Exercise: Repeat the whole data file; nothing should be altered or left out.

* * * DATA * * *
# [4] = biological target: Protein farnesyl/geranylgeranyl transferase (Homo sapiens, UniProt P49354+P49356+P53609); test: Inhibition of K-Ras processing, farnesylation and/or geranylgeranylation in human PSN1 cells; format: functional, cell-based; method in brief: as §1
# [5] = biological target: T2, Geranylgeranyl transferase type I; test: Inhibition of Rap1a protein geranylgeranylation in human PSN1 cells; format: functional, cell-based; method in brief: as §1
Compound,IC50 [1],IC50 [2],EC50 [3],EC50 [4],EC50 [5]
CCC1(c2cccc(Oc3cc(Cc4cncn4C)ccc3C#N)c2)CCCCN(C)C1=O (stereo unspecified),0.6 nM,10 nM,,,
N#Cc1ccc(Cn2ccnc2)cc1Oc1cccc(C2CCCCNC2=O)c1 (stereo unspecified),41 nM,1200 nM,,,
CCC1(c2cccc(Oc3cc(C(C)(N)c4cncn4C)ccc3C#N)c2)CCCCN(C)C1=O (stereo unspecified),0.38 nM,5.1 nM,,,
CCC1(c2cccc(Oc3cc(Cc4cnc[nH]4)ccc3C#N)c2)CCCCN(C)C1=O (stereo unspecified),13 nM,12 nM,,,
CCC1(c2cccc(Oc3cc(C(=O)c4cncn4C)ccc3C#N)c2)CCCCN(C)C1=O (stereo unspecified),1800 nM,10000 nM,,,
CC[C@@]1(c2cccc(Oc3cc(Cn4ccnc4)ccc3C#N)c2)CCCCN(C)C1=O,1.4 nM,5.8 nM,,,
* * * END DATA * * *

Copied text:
# [4] = biological target: Protein farnesyl/geranylgeranyl transferase (Homo sapiens, UniProt P49354+P49356+P53609); test: Inhibition of K-Ras processing, farnesylation and/or geranylgeranylation in human PSN1 cells; format: functional, cell-based; method in brief: as §1
# [5] = biological target: T2, Geranylgeranyl transferase type I; test: Inhibition of Rap1a protein geranylgeranylation in human PSN1 cells; format: functional, cell-based; method in brief: as §1
Compound,IC50 [1],IC50 [2],EC50 [3],EC50 [4],EC50 [5]
CCC1(c2cccc(Oc3cc(Cc4cncn4C)ccc3C#N)c2)CCCCN(C)C1=O (stereo unspecified),0.6 nM,10 nM,,,
N#Cc1ccc(Cn2ccnc2)cc1Oc1cccc(C2CCCCNC2=O)c1 (stereo unspecified),41 nM,1200 nM,,,
CCC1(c2cccc(Oc3cc(C(C)(N)c4cncn4C)ccc3C#N)c2)CCCCN(C)C1=O (stereo unspecified),0.38 nM,5.1 nM,,,
CCC1(c2cccc(Oc3cc(Cc4cnc[nH]4)ccc3C#N)c2)CCCCN(C)C1=O (stereo unspecified),13 nM,12 nM,,,
CCC1(c2cccc(Oc3cc(C(=O)c4cncn4C)ccc3C#N)c2)CCCCN(C)C1=O (stereo unspecified),1800 nM,10000 nM,,,
CC[C@@]1(c2cccc(Oc3cc(Cn4ccnc4)ccc3C#N)c2)CCCCN(C)C1=O,1.4 nM,5.8 nM,,,